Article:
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Heath Farwell on Jaguars Preparing for New Kickoff Return Rule: "We've Learned a Lot This Spring"

060424 Heath OTA Presser

JACKSONVILLE – For NFL special teams coordinators, this offseason is … well …


"It's way different," Heath Farwell said.

Farwell is entering his sixth season as an NFL special teams coordinator, his third with the Jaguars. And the reason this offseason is so different for he and his NFL special teams coordinating brethren is they are navigating one of the league's bigger rules changes in recent memory.

It's the league's new kickoff/kickoff return rule, a change dramatic enough that Head Coach Doug Pederson this week said even with an offseason to prepare he doesn't quite know what to expect.

"There's still some mystery," Pederson said. "We're still working out some things. I think it's going to take preseason games to really fully understand what it's about."

Added Farwell, "We're embracing it. Let's embrace the difference about it and let's get more opportunity. This is a cool play. Once we learn it, our guys are loving it."

The league long has sought to make kickoff returns safer, with the play long considered one of the sport's most dangerous. But while previous rules changes have served to reduce the number of returns, this offseason's changes seek to increase the number of returns by changing the violent nature of the play.

"The fact that we can bring the play back, we're super excited," Farwell said. "It's going to be a lot of fun to see how it fits and how it works. I'm learning every day, though that's part of it."

The NFL kickoff rule for 2024, similar but not identical to one used in recent seasons by the XFL, essentially is as follows:

  • Kicks now will be from the kicking team's 35-yard-line, with the 10 players other than the kicker on the kicking team lining up on the receiving team's 40-yard line. Nine players from the receiving team must line up in a "set up area" between the receiving team's 35- and 30-yard lines. There also now will be a "landing zone" for kicks between the 20-yard line and goal line.
  • Any kick short of the landing zone is blown dead with the receiving team starting the possession with the ball at its 40-yard line. Any kick in the landing zone must be returned. A kick bouncing into the end zone can be returned or downed by the receiving team with the receiving team starting possession at its 20.
  • A kick into the end zone downed by the receiving team will result in the receiving team receiving possession at its 30 with a kick out of the back of the end zone – in the air or after a bounce – also resulting in the receiving team starting possession at its 30.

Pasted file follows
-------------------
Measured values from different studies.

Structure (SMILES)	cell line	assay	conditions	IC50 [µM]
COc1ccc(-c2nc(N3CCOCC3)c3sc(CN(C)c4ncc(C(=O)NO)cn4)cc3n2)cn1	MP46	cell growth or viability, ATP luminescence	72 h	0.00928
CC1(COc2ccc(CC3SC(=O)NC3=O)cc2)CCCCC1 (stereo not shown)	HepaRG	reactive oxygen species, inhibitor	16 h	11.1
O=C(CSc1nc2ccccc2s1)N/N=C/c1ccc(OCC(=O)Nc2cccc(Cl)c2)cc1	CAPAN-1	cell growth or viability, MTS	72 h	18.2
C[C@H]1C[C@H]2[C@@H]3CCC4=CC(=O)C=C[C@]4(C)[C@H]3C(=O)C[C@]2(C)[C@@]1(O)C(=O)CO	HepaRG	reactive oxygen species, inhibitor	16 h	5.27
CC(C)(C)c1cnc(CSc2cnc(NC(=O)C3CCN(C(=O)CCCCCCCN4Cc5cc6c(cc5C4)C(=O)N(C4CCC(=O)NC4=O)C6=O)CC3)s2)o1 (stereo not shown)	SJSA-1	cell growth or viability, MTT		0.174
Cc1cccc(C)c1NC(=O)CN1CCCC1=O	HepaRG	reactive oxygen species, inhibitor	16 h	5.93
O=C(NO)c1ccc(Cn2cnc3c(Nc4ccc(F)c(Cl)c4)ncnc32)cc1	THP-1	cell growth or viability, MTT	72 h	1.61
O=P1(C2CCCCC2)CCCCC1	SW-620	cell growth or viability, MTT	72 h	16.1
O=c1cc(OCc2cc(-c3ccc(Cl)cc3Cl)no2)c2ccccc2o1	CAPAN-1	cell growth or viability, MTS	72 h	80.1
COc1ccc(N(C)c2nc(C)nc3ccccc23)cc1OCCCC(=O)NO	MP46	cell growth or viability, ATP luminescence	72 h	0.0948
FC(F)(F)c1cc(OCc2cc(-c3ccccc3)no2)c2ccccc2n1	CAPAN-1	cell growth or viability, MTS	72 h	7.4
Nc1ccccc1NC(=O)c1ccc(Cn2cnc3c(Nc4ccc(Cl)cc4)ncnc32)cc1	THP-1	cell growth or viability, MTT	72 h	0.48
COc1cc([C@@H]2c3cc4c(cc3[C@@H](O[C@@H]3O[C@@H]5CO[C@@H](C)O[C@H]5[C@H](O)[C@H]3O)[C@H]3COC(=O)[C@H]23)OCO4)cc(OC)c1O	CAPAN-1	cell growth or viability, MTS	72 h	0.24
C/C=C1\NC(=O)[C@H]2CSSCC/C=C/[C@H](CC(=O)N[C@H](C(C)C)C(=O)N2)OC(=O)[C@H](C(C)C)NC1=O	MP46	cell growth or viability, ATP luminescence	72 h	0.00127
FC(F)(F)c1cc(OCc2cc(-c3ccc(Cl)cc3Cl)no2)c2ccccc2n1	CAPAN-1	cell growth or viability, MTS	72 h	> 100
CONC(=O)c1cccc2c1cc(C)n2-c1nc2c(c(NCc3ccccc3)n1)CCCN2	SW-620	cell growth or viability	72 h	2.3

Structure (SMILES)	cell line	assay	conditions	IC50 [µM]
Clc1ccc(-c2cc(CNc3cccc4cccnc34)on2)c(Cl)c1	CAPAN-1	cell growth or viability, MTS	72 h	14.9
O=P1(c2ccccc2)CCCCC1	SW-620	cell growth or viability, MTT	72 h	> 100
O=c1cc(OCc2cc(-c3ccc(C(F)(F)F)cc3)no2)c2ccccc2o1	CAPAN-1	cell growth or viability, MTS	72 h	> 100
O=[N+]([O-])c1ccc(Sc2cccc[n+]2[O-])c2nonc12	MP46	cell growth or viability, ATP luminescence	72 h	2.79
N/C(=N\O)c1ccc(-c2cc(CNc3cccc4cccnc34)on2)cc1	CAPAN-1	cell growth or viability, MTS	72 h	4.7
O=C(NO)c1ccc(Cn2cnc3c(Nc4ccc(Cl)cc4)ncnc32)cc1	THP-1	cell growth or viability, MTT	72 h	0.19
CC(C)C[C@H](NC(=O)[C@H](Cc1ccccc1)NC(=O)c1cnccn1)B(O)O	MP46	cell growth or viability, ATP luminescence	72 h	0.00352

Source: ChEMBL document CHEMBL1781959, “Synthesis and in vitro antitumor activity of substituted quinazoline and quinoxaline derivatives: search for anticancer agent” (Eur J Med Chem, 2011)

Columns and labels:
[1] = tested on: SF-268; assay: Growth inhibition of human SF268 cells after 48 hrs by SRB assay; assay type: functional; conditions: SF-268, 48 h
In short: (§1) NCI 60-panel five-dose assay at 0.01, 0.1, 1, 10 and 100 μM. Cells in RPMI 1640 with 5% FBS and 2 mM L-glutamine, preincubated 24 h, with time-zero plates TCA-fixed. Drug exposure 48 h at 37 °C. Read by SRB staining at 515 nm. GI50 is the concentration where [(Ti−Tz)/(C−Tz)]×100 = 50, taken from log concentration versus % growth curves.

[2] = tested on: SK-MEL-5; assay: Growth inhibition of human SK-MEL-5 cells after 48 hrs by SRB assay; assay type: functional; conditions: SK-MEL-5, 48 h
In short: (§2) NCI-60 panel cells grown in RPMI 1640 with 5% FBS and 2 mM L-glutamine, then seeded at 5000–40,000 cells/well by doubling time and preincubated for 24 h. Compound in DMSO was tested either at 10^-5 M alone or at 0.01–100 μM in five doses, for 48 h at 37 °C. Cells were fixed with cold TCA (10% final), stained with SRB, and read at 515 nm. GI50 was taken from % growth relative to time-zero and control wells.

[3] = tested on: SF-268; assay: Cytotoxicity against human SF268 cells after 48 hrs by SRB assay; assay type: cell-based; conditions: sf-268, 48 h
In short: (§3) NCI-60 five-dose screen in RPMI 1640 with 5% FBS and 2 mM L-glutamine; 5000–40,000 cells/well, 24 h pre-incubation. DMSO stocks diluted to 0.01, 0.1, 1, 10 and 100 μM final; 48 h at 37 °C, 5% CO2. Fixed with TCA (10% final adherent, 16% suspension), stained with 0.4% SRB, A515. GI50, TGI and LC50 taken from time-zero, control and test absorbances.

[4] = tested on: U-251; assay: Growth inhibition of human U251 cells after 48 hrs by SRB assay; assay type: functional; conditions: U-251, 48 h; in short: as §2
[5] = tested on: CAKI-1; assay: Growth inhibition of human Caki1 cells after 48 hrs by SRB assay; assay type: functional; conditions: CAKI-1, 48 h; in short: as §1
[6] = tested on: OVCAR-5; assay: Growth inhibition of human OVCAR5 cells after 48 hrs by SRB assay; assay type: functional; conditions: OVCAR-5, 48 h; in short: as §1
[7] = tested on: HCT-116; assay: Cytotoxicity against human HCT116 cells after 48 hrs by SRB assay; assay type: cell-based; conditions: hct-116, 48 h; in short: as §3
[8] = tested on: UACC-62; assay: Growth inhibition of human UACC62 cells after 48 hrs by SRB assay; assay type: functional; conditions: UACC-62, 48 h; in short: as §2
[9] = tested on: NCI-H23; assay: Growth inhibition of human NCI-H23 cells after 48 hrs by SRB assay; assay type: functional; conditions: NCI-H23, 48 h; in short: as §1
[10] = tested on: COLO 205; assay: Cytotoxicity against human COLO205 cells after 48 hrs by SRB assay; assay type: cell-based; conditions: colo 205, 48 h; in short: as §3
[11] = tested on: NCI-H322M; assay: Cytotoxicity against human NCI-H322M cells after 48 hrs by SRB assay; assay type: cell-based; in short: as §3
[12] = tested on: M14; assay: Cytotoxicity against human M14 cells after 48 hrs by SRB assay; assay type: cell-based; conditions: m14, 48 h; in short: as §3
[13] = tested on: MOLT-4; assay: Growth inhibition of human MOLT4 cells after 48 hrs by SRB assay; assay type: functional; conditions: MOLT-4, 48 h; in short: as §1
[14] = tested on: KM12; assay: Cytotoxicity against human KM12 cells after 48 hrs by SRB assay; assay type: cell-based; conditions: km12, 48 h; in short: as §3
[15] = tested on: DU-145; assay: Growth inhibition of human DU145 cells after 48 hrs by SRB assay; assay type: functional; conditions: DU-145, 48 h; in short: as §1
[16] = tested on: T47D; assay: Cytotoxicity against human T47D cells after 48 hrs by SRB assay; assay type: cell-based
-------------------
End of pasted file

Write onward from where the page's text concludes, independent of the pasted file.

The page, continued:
Jacksonville, Fla. — Jaguars special teams coordinator Heath Farwell during OTAs at the Miller Electric Center on May 20, 2024.

"It's good this offseason to really I think vet out what we can and can't do, with angles and blocks and different types of returns and all kinds of things that we're continuing to work through," Pederson said. "For us, it's been good because we get all our guys out there and get some stuff on tape that we can study and kind of work through some kinks that way."

Farwell said the rule has been a constant discussion point among special teams coordinators this offseason, adding that he recently consulted with former Jaguars special teams coordinator Joe DeCamillis – now the special teams coordinator for the University of South Carolina – on the issue.

"We've learned a lot this spring," Farwell said. "We'll learn more in training camp, maybe some in preseason, depending on how much people show. Week 1 everybody is going to show their cards, and this is a copycat league. We're all going to look at each other like every other phase.

"We'll watch each other. Because of the unknown, we're going to learn a ton from Week 1 to Week 2 of the season."


  • Farwell on rookie kicker Cam Little, a sixth-round selection in the 2024 NFL Draft: "Every offseason I typically go on the road for a handful of schools and look at a position. Sometimes it's a returner, sometimes it's a kicker. I looked last season as well. It fit right. We love Cam. When I worked him out, we loved him. The dinner I had with him was fantastic. I just sensed he was very competitive. I really liked what he was doing. I thought he was a really cool guy to bring in here. We like the value in the sixth round and it worked out. It's a great opportunity. Obviously, [kicker] Riley [Patterson] has made some big kicks for us so we have a great competition with two really good kickers. It's very normal. We really liked Cam and thought it was a good opportunity to add to the program, add to the competitive position of kicker, and let's see what it looks like come preseason games and training camp."

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